Next Steps To Take

  1. Explore more commands and the possibilities that they offer. Here is a place to start.
GCM *export* -Module DBATools

Help Export-DbaInstance -Detailed

Export-DbaInstance -SqlInstance MySQLServerInsanceNameHere -Path C:\DBATools\

2. Find a book or video series on PowerShell and consume that material.

3. Read some of the documentation and blogs over at dbatools.io .

4. If you would like help with anything in this post, or with something else related to SQL Server, reach out to me here, or on Twitter, and I’ll be glad to offer assistance.

3 Ways to Restore SQL Server Databases

This is likely the last in a series of three posts about backups and restores.  My aim with this series has been to give you an idea of the options available and a basic start on using those options. I’m not trying to go in-depth on the subject of backups and restores.

Today will be about getting you going on the concept of restoring databases in SQL Server.  I’m using a local install of SQL Server 2017 on my desktop PC to demonstrate these techniques.

Obtaining the StackOverflow Database

Before I dive into demonstrating the restore options, I want to talk a little bit about the set up. I’m using the StackOverflow2010 database.  Anonymized data dumps of the StackOverflow database are available here. This particular version of the database I’m using came from a page on Brent Ozar’s site.

I then used the below PowerShell code to take backups.  Between the Full and Diff backup I added one user to the Users table.  Between the Diff and Log backup I add two more users.

backup-dbadatabase -SqlInstance MySQLServer2017InstanceName -Database 'StackOverflow2010' -Path 'C:\Program Files\Microsoft SQL Server\MSSQL14.KRONOS2017\MSSQL\Backup\StackOverflow2010' -Type Full -FilePath dbname-backuptype-timestamp.bak -ReplaceInName -CompressBackup -Verify

backup-dbadatabase -SqlInstance MySQLServer2017InstanceName -Database 'StackOverflow2010' -Path 'C:\Program Files\Microsoft SQL Server\MSSQL14.KRONOS2017\MSSQL\Backup\StackOverflow2010\' -Type DIFF -FilePath dbname-backuptype-timestamp.bak -ReplaceInName -CompressBackup -Verify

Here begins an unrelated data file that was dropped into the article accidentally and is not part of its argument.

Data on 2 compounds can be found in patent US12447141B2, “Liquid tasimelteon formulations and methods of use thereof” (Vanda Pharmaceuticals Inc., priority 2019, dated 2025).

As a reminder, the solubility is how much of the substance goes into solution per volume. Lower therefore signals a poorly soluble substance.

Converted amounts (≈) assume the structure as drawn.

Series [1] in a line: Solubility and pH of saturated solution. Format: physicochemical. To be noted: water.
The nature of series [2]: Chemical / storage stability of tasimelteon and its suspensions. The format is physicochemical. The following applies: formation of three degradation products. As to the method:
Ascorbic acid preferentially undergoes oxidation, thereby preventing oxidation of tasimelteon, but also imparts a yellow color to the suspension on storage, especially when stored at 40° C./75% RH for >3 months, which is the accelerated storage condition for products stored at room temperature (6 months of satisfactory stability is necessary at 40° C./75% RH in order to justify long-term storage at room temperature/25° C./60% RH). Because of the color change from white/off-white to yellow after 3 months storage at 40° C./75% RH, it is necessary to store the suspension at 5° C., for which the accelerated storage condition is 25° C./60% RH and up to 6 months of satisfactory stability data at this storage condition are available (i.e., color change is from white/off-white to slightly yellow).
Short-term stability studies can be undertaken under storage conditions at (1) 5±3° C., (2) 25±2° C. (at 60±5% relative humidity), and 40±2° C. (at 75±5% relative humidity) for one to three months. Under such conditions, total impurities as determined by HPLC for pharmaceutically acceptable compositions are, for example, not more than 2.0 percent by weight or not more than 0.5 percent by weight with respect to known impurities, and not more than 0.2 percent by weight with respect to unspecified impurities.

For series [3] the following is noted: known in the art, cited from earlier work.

backup-dbadatabase -SqlInstance MySQLServer2017InstanceName -Database 'StackOverflow2010' -Path 'C:\Program Files\Microsoft SQL Server\MSSQL14.KRONOS2017\MSSQL\Backup\StackOverflow2010' -Type Log -FilePath dbname-backuptype-timestamp.trn -ReplaceInName -CompressBackup -Verify

Below is the T-SQL I used to insert some rows.  That value for Age though!  Ah, to be 25 again!

 

INSERT INTO dbo.Users ([AboutMe], [Age], [CreationDate], [DisplayName], [DownVotes], [EmailHash], [LastAccessDate], [Location], [Reputation], [UpVotes], [Views], [WebsiteUrl], [AccountId])
VALUES
('I make SQL Server more stable, highly available and easier to manage', 25, GETDATE()-7, 'Lee Markum', 0, NULL, GETDATE(), 'Saint Louis, MO', 0, 1000000, 2000000, 'LeeMarkum.com', NULL)

--Took a differential backup here so I would have some changes to restore

INSERT INTO dbo.Users ([AboutMe], [Age], [CreationDate], [DisplayName], [DownVotes], [EmailHash], [LastAccessDate], [Location], [Reputation], [UpVotes], [Views], [WebsiteUrl], [AccountId])
VALUES
('I make T-SQL solutions that just work', 25, GETDATE()-7, 'T-SQLGuru', 0, NULL, GETDATE(), 'Saint Louis, MO', 0, 1000000, 2000000, NULL, NULL),
('I make SSIS solutions that just work', 25, GETDATE()-7, 'SSISGuru', 0, NULL, GETDATE(), 'Saint Louis, MO', 0, 1000000, 2000000, NULL, NULL)

--Took a log backup here

Using SSMS to Restore a Database

Just like for creating a backup, SQL Server Management Studio has menu options for restoring a database. Open your copy of SQL Server Management Studio and connect to a non-production or lab environment of some kind. You’re going to right click the database you want to restore and use the fly out menu to navigate to Tasks > Restore > Database.

 

Selecting the Database option from the fly-out menu above brings you to the below page. Notice in the following screen that SQL Server finds the applicable backup files for you. No in-depth knowledge of restore operations is needed in this case because the work is done for you. It has found the full, differential and log backups that I took earlier.  Each row represents a backup file.

If you only want to restore to the time represented by the differential backup, then uncheck the box next to the log backup.  SQL Server will then restore the full and differential backup, but not the log backup. You might want to do something like this if you know that the data in the database was corrupted or changed in an unexpected or undesired way immediately after the differential backup.  As a result, you restore the database to the point in time represented by the differential in order to restore the database to its last known good condition.